Other: I saw Jurassic World and Terminator: Genisys at the theater. I loved Jurassic World, despite the somewhat silly plot and the terrible character development. I liked (but did not love) Terminator: Genisys, despite the time travel wonkiness and Emilia Clarke’s terrible version of Sarah Connor (sorry, not sorry). Still haven’t finished Daredevil on Netflix.

Bring on July!

The Big 3-0: Reflections

On Thursday, I celebrated a milestone: my 30th birthday. I try not to be one of those people who freaks out at birthdays, and the truth is, I feel no different at 30 than I did at 29. But I think birthdays, like some holidays, provide a good opportunity to reflect on one’s life and goals, especially when entering a whole new decade.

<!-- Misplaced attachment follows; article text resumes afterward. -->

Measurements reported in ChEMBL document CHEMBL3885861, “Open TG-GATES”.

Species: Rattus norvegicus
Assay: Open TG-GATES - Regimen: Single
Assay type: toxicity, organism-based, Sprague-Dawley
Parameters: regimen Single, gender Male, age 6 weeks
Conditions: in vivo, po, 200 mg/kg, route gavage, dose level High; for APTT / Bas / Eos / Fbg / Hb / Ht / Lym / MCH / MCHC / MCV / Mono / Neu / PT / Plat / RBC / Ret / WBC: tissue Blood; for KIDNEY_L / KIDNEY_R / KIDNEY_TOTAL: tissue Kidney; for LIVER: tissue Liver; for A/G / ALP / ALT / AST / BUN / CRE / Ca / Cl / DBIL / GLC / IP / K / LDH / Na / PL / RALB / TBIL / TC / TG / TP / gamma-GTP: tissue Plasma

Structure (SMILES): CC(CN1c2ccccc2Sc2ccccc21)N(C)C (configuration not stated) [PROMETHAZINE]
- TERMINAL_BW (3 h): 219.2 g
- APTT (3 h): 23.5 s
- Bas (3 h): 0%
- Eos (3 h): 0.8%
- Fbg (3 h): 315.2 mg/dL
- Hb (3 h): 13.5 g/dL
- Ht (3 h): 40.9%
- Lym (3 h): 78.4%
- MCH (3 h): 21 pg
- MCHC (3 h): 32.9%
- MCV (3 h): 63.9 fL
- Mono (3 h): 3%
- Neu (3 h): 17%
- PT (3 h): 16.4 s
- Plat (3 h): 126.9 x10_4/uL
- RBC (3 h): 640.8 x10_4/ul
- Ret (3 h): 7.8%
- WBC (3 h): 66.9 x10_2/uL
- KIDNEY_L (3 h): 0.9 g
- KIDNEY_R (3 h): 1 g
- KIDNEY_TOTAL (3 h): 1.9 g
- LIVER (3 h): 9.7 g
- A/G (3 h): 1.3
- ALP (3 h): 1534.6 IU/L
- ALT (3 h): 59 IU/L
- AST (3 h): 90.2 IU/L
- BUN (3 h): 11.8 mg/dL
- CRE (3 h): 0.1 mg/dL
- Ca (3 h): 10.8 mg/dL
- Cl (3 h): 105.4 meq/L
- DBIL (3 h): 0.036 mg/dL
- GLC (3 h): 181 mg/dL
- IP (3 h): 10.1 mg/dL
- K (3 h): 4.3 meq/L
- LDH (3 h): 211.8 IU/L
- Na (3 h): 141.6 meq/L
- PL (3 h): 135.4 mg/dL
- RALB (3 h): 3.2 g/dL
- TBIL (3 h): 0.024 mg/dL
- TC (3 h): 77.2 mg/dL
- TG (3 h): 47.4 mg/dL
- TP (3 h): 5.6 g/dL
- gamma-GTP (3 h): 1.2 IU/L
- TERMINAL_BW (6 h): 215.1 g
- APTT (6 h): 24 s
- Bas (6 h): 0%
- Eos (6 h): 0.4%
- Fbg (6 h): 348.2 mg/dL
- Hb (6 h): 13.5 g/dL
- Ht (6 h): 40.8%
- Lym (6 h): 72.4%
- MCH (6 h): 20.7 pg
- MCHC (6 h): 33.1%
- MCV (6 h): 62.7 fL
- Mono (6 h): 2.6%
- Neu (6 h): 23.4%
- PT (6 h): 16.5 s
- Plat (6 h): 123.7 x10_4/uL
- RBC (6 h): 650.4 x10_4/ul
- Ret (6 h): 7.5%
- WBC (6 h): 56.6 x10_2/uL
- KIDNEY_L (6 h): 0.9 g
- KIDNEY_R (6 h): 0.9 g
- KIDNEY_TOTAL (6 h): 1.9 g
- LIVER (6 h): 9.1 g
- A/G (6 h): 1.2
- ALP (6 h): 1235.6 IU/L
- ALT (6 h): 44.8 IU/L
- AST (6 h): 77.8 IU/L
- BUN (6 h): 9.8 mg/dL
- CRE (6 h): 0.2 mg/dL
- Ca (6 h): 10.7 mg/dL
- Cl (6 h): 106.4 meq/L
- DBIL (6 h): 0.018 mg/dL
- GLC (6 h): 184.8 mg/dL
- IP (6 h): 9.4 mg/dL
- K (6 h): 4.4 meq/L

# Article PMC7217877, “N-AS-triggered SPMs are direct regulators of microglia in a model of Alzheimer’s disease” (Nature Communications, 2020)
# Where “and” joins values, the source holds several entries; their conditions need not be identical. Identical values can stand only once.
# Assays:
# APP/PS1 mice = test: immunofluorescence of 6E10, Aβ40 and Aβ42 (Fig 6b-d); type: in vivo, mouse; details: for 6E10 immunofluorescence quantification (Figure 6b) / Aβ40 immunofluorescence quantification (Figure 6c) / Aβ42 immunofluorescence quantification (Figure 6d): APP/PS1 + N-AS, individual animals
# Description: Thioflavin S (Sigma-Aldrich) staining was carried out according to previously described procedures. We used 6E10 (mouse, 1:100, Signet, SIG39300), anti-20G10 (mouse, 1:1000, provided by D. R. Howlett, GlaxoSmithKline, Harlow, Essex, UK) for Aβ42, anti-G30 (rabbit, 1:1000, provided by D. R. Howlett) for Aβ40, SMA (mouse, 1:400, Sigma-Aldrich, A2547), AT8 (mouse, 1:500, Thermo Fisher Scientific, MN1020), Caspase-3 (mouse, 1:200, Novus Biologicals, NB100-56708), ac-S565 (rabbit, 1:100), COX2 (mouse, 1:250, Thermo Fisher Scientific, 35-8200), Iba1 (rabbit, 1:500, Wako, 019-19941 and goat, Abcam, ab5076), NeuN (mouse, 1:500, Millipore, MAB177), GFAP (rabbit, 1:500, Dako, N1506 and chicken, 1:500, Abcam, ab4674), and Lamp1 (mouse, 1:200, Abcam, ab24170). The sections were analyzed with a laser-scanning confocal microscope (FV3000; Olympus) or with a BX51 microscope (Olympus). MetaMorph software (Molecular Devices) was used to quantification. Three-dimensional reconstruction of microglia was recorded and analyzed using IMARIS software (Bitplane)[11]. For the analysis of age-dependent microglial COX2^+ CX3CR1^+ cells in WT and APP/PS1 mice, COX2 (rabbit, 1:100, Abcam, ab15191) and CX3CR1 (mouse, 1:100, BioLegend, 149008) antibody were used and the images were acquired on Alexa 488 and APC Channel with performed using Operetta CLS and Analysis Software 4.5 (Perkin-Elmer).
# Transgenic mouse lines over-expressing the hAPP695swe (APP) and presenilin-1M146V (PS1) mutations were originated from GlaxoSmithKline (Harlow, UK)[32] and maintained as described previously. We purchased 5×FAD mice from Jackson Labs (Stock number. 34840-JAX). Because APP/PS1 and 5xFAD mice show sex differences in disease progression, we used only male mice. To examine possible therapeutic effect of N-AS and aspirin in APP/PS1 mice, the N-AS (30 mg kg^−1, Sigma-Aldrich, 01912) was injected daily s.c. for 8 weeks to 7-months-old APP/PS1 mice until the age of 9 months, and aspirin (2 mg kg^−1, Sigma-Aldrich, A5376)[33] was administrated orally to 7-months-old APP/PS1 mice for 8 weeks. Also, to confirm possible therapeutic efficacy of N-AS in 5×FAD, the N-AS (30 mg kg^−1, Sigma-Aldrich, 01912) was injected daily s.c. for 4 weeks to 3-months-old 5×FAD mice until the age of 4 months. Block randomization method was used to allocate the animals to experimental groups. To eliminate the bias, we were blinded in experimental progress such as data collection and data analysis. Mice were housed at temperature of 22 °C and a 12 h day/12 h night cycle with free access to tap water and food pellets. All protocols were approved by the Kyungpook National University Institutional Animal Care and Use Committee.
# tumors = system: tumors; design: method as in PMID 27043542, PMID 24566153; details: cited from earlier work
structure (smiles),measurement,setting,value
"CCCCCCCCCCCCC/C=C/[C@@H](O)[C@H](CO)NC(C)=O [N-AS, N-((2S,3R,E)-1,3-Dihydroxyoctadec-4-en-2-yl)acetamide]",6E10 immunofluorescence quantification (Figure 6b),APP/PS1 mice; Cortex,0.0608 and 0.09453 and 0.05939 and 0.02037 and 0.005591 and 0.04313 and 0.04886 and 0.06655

My 30s are intimidating to me because I associate them with “real” adulthood. My earliest memories of my mother are when she was in her early 30s, and of course, I always thought she was a real grown-up, someone who had everything together. This next decade is going to include a lot of choices – where do we want to live long term, do we want to buy a house, are we going to have kids, and if so when, etc., etc. This is also going to be an important time in my legal career. I’ve been working for almost five years now, so I finally feel like I know what I’m doing at work. The next decade will (I hope) provide more opportunities to advance in that career, and, most importantly, I should qualify for public service loan forgiveness within the next six to seven years (seriously, it’s going to be the happiest day of my life).